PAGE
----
Change deafness and object encoding with recognizable and unrecognizable sounds

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Change deafness is the failure to notice changes in an auditory scene. In this study, we sought to determine if change deafness is a perceptual error, rather than only a reflection of verbal memory limitations. We also examined how successful encoding of objects within a scene is related to successful detection of changes. Event-related potentials (ERPs) were recorded while listeners completed a change-detection and an object-encoding task with scenes composed of recognizable sounds or unrecognizable temporally scrambled versions of the recognizable sounds. More change deafness occurred for the unrecognizable, compared to recognizable sounds, indicating that change deafness is a perceptual error and not solely a product of verbal memory. ERPs from both the recognizable and unrecognizable scenes revealed an enhanced P3b (at PZ/1/2, POZ/3/4 from 350 to 750 ms) to detected changes, a marker that conscious change detection has occurred. Recognizable scenes resulted in an enhanced T400 (at T8/TP8, C6/CP6 from 315 to 660 ms) to detected changes, possibly indicating activation of established memory representations. Unrecognizable scenes elicited an enhanced P3a (at FCZ/1/2 from 280 to 600 ms) to detected changes, indicating enhanced orienting to acoustic change. Performance on the object-encoding task revealed that change deafness was reduced, but not eliminated, when performance on the object-encoding task was accurate.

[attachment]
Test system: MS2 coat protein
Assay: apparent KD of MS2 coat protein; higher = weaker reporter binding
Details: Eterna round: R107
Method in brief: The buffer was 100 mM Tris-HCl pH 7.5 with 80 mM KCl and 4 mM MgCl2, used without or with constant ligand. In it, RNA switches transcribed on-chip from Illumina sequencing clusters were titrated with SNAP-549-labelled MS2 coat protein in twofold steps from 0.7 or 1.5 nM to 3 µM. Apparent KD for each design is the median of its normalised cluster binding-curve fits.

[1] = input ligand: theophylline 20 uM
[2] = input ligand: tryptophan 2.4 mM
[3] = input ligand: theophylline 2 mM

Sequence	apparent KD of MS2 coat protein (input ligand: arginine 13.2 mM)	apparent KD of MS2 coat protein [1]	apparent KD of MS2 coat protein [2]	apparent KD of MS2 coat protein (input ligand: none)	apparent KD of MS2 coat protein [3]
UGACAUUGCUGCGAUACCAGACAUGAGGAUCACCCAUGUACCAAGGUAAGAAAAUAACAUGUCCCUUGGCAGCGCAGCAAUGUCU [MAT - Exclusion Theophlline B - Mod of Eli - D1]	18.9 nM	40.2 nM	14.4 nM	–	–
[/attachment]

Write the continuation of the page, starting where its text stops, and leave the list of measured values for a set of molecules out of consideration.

Auditory scene analysis; Change deafness; Change detection; Event-related potentials


Medicine and Health Sciences | Psychiatry and Psychology | Psychological Phenomena and Processes


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